Different for everyone
Grief can be the most difficult thing you experience. It is a journey that will be different for everyone and it may not always be what you expected. For many people there is an initial sense of shock and emotional numbness. Your world may feel shattered, and nothing feels familiar. As the reality sets in you can be overwhelmed by a range of emotions: sadness, fear, anger, regret, anxiety… These can change from moment to moment. You may experience physical symptoms, like tiredness, aches and pains, shortness of breath etc. or find it hard to concentrate on simple tasks or remember things.
When people in a family or group of friends grieve differently it can cause tension. There is no right way to grieve. Make time to grieve in your own way and let others do the same.
Grief is timeless
There is no set timeline for grief. It can seem that when everyone else’s life is ‘going back to normal’ yours is not.
On some days you may feel overwhelmed by grief and on others you are able to function and mange OK. Grieving means spending time both coming to terms with your loss and building a new life without the person you cared for in it. Death ends a life but it does not end a relationship. Part of grieving is finding ways to ‘carry’ the person you cared for with you. On significant dates, or when you hear a favourite song etc. you may reconnect with your grief and so you could say that grief never really goes away.
Grief can be complicated
When someone close to you dies it may feel like they have left a huge emotional hole in your life. They can also leave other, more practical gaps that you have to fill, e.g. if they used to do child care, DIY, cooking, driving, managing financial affairs etc.
A bereavement can trigger financial or housing issues that you need to cope with and this can be confusing and overwhelming. But you don’t have to manage it all on your own. There are people who can provide emotional support as well as practical, legal and financial help. Don’t be afraid to reach out if you need to. See ‘Reach out for help’ section.
Looking after yourself when someone dies
When someone dies there is a lot to do and taking care of yourself may be the last thing on your mind. You just don’t have the time to think about yourself. Even a couple of minutes having a coffee and focusing on your breathing can help you face the next task.
Talking to someone
Staying connected and sharing your feelings and concerns with friends and family can help. It can be comforting to share memories and stories of times you all spent together. Sometimes you need someone who is not so close to talk with, so try a community, faith or bereavement support group.
Develop a helpful mindset
We can be our own worst enemy – pushing on and being strong for everyone else. Grieving can be tiring and it’s OK to take time to do it in your own way. Set boundaries and stick to them - accept that you are doing your best. Some days you will have more energy than others, so take one day at a time.
Life can feel chaotic so it’s important to focus on the basics and things that must be done. Doing small things regularly can be easier than setting yourself huge goals – some days just getting up and getting dressed can be a challenge and a real achievement.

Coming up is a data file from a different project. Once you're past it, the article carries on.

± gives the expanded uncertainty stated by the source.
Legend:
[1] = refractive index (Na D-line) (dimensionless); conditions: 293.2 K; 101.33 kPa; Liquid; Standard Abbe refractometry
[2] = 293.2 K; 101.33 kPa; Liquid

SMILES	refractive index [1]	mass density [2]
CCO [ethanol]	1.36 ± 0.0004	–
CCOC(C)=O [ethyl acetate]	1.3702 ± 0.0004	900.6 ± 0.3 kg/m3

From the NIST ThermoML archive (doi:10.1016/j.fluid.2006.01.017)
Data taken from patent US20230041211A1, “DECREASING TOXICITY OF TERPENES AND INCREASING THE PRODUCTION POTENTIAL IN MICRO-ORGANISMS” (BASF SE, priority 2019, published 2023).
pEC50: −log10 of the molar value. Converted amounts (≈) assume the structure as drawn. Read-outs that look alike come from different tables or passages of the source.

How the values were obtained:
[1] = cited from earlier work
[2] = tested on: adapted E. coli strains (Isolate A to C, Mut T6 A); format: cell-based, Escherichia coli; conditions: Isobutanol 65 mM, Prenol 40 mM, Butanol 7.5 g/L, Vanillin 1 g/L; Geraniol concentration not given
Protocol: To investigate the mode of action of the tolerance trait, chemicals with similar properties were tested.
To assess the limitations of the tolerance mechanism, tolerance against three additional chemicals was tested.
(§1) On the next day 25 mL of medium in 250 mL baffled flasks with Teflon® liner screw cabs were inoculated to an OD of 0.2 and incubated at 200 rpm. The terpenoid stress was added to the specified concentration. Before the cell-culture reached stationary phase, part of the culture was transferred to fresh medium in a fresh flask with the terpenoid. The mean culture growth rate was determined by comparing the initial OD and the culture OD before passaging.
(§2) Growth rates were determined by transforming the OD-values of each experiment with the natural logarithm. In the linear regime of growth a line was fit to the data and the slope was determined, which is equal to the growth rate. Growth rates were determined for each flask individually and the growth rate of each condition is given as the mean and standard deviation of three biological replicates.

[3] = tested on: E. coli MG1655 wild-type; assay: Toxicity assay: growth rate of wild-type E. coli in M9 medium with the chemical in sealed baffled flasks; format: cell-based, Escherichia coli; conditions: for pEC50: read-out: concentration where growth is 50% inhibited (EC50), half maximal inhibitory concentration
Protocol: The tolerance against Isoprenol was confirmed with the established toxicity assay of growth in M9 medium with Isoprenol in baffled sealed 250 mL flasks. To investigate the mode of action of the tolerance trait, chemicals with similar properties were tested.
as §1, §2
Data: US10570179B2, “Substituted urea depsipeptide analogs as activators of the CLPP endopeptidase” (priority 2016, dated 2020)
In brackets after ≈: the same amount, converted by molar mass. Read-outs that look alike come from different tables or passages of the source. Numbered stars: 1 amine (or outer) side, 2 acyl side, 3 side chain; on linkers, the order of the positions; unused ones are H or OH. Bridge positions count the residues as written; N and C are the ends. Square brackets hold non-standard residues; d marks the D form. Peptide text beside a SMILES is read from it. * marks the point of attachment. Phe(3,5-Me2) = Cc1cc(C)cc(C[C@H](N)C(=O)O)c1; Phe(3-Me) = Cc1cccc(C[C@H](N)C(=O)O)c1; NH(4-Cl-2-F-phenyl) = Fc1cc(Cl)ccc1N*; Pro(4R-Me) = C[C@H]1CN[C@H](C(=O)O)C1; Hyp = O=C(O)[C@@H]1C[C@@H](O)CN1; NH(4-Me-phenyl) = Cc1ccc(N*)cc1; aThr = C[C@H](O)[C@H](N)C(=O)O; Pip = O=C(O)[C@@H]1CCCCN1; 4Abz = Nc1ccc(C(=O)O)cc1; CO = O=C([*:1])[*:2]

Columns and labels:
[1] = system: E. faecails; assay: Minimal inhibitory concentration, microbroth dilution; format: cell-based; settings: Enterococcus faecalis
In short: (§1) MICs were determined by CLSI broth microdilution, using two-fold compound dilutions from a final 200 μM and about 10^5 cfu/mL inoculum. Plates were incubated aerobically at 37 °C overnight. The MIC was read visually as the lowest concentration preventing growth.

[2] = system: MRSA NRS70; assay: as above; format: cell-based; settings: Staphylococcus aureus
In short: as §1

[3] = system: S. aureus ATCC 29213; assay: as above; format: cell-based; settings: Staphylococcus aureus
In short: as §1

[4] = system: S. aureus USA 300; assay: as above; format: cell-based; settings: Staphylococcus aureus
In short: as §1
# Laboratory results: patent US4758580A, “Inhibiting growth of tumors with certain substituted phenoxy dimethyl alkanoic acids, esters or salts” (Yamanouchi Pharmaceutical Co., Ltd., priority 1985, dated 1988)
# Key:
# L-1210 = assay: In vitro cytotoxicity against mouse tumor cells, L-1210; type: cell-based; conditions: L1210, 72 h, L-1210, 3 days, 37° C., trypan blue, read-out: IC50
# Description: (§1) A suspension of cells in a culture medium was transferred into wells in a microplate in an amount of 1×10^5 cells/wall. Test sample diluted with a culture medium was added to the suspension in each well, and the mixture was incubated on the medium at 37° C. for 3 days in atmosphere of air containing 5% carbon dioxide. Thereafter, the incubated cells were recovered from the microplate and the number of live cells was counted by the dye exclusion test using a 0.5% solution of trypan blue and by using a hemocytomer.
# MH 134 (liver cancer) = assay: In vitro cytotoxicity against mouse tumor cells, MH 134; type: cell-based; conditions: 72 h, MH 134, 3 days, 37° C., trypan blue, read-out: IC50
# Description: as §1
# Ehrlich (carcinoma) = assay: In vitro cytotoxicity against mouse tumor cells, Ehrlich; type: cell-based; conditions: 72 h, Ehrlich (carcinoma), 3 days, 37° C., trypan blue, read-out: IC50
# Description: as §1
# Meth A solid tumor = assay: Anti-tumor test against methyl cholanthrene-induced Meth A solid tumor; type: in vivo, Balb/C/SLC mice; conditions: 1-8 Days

Diet and Sleep
It’s harder to think straight when you are tired so try to get some sleep – or at least rest if you can’t sleep. Your body and your mind need fuel so even when you don’t feel like eating try to keep your energy levels up.
Regular exercise can help you relax and improve your mood. Even gentle movement like a short walk in the fresh air can improve your sleep and your wellbeing.
Reach out for help
Bereavement can leave you feeling isolated. You may feel that nobody else understands what you are going through - but you don’t have to be alone with your grief. Community support groups or organisations such as Cruse Bereavement Support will listen and help you understand and come to terms with your grief. The Samaritans’ free help line is open 24/7 on 116 123 if you need to talk at any time. You can find a wide range of other organisation that offer all sorts of emotional and practical help via the Cruse website.
Supporting someone else who is grieving
It’s normal to feel awkward or worry about saying the wrong thing to someone who is grieving. Don’t let your worries and fears stop you from being there for them. Give them time to speak and don’t rush to offer solutions or share your own experiences.
Finding the right words
There are no perfect words to say to someone who has been bereaved. Something as simple as, ‘I’m sorry to hear that your Dad died’, is a good start. Share your memories and use the name of the person who died if you knew them. It’s usually best to avoid clichés like, ‘time is a great healer’ or ‘at least they are not suffering’.
Support through action
Sometimes actions speak louder than words and we can help with small acts of support, like doing the shopping or helping in the garden. Rather than saying ‘how can I help?’ try making specific suggestions, e.g. ‘how about if I pick the children up from school today?’.
Needs change over time
Grief is not always straight forward and what people need may change over time – and probably for longer than you think. Keep gently checking in and be flexible.
Practical step to closing an account with Power NI
You can close the account of someone who has died if you are a relative or solicitor handling their estate. Just go to ‘I would like to close the account for someone who has died’.